by Victor Davis Hanson
In the last 48 hours almost everything that can be said about illegal immigration has been said. But I am more interested in a few truths that are never quite spoken.
1) Why the Sense of Exemption? Why and how exactly do the supporters of illegal immigration justify massive disobedience of federal law? I suspect the answer is predicated in large part on the source of illegal immigration — that if it were a question of a half-million entering illegal Rwandans or Balkan peoples each year, the issue would have remained strictly a matter of legality.
I posed a hypothetical once to a Mexican consular official in a public debate, framing the request by inquiring whether he thought there would be anything wrong, say, with freighters coming ashore on the California coast, and unloading 1-2,000 Chinese nationals on average each day — few of whom would be legal, English-speaking, or with high-school diplomas.
He seemed shocked, outraged even — more so, when I added that Chinese-language facilities would be soon mandated within public services, and a sort of Chinese cultural appreciation movement would be embedded within the schools to help encourage and invigorate illegal Chinese immigrants in their own personal odysseys within California.
My own puzzlement lasted mere seconds, since the consul quickly cited Mexico’s historical affinity with, and indeed (emotional, linguistic, legal?) claims upon, the southwestern United States. Presto — here arose the unspoken assumption of the advocates of open borders (or at least of those who feel that illegal aliens should be exempt from federal immigration statutes): historical grievances have made enforcement of the law rather debatable, given that sovereignty, national borders, and the notion of a definable America altogether are “problematic.”
2) The Great Paradox. Also not mentioned is another contradiction that goes to the very heart of illegal immigration, multiculturalism, and assimilation: millions risk their lives to opt for a different paradigm (whether that is primarily economic, cultural, political, or social, as the particular case may be) that entails a sort of rejection of Mexico and acceptance of its antithesis in America.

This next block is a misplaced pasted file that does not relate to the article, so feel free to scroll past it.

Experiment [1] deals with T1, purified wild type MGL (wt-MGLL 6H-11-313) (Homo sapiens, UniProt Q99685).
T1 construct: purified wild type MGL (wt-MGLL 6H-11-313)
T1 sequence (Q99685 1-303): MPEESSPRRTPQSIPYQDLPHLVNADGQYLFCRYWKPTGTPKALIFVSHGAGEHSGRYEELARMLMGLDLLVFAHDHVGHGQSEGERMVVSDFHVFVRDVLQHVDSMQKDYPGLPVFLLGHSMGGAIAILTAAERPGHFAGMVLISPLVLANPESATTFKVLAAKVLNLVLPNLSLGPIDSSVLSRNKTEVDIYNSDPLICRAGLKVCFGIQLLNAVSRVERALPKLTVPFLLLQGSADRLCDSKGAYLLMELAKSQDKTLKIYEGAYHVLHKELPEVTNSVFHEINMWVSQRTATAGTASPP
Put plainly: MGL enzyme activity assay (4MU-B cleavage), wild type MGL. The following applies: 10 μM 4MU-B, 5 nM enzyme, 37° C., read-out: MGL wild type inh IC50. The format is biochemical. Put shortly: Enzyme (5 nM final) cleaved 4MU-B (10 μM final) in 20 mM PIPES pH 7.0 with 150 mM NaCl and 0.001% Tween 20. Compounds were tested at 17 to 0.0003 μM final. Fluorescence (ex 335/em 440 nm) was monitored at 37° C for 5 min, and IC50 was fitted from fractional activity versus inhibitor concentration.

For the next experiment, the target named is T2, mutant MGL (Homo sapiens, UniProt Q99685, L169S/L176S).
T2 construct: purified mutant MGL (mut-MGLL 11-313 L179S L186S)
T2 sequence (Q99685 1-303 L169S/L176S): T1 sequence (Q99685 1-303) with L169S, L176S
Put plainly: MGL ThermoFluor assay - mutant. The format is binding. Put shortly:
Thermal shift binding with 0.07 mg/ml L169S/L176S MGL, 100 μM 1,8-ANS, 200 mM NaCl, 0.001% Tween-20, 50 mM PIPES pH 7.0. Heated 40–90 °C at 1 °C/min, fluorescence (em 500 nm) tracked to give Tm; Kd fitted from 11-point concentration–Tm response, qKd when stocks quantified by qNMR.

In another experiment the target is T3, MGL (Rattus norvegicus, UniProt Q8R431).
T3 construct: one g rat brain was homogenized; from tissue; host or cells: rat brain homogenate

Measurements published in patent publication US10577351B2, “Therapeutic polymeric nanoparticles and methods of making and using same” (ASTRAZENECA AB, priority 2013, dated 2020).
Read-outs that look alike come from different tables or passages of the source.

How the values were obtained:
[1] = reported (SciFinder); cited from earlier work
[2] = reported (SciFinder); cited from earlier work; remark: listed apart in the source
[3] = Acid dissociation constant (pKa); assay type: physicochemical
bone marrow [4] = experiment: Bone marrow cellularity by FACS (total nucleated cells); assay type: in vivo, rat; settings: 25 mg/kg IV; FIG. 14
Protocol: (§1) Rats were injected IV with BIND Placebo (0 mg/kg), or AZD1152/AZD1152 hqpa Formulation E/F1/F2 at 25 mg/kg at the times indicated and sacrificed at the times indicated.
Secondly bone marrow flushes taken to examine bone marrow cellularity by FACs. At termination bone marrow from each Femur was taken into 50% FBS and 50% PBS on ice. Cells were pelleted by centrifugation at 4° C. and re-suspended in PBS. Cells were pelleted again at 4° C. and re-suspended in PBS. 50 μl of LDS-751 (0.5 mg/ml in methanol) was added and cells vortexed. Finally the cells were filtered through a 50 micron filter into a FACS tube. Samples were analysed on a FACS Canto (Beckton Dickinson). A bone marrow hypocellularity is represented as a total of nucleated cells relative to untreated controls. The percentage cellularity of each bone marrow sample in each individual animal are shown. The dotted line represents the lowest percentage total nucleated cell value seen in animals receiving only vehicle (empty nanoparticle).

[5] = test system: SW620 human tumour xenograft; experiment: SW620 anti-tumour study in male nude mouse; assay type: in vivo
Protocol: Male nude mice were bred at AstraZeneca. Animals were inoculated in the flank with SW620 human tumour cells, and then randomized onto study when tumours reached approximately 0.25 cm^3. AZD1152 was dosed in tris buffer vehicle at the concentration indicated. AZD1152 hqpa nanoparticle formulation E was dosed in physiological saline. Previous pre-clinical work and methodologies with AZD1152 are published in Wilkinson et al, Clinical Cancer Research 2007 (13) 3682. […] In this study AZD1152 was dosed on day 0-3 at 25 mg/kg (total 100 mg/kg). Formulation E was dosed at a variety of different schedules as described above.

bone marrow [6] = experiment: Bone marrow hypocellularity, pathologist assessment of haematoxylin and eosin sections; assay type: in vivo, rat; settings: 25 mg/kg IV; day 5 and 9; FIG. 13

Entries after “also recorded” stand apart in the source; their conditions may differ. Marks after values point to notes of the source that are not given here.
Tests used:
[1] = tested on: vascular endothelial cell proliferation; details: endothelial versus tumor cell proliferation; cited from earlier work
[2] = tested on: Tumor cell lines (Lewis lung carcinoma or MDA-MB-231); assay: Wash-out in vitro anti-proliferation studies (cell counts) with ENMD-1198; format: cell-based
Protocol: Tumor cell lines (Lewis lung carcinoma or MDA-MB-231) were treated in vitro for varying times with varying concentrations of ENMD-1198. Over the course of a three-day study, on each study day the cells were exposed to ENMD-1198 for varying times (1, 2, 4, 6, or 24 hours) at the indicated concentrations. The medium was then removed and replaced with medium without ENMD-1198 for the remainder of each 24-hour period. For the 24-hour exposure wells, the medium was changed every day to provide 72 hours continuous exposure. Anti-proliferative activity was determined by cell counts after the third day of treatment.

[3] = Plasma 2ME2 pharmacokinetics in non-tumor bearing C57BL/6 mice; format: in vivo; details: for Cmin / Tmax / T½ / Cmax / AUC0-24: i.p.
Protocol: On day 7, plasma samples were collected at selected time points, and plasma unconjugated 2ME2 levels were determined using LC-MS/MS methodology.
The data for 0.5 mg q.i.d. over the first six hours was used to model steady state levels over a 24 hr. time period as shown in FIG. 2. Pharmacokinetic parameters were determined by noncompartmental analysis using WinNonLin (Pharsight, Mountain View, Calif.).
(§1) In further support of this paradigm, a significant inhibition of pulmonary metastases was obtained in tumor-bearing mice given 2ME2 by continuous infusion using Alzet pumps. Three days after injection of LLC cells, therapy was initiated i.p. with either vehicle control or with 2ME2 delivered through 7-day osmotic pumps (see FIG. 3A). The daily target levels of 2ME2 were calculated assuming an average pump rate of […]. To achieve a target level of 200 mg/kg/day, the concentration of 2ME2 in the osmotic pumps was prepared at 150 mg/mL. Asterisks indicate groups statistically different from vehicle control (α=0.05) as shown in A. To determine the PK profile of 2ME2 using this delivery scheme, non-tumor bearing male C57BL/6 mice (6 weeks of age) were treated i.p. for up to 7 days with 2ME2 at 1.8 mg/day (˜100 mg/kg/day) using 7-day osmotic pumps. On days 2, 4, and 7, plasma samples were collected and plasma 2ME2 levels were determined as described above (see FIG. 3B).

In other words, millions (as in the case of immigration everywhere) are willing to cast aside cultural, linguistic, ethnic, familial, and tribal ties for something quite different across the border. That said, why then would not both immigrant and the host facilitate and amplify that choice by insisting on English, assimilation, and immersion within the mutually preferred host culture?
Americans are increasingly confused by the tone of the debate, in which self-appointed spokesmen for illegal aliens and indeed, on occasion, illegal aliens themselves seem so critical of policies embraced by 70% of the American populace of all classes and races that they so eagerly wish to join. In cases of the May Day parades, why would alien demonstrators appear so critical of the country (or at least its law) that they so desperately wish to stay in, and so fond and romantic about the country that they so desperately wish to leave? It all makes little or no sense, other than the emotional anger at the paradox of wanting to be in a lawful America without being lawful. Even if the Mexican flag is a symbol of ethnic solidarity, in the manner of the Italian flag for a few East Coast communities, it nevertheless conveys the message of romance for a nation that by all accounts has treated its own quite poorly. And when we get to the purported racialist charges against supporters of closed borders, it all becomes Orwellian, given that Mexico’s ruling elite is as about as racist a government as one can imagine — a Spanish heritage aristocracy glad to see its own indigenous peoples fleeing northward while charging their receptive host with racism.
3) The Distortions of Affirmative Action. I do not understand how mere transit across the border enables the illegal alien to plug into the industry of affirmative action. And, yes, that happens sometimes in the first, more often in the second generation. Someone born, raised, and living in Mexico can cross illegally into the U.S., have a child, and, ipso facto, that child is entitled to a sort of historical reparation or, perhaps, is seen as a beneficiary of “diversity” programs.
All this is predicated on the unspoken assumption that by virtue of Mexican ancestry the current alien has encountered more discrimination or adversity in a few years of the new millennium than say the Arab- or Punjabi- or Armenian-American immigrant of long duration. This is as absurd as it is an ignored consideration.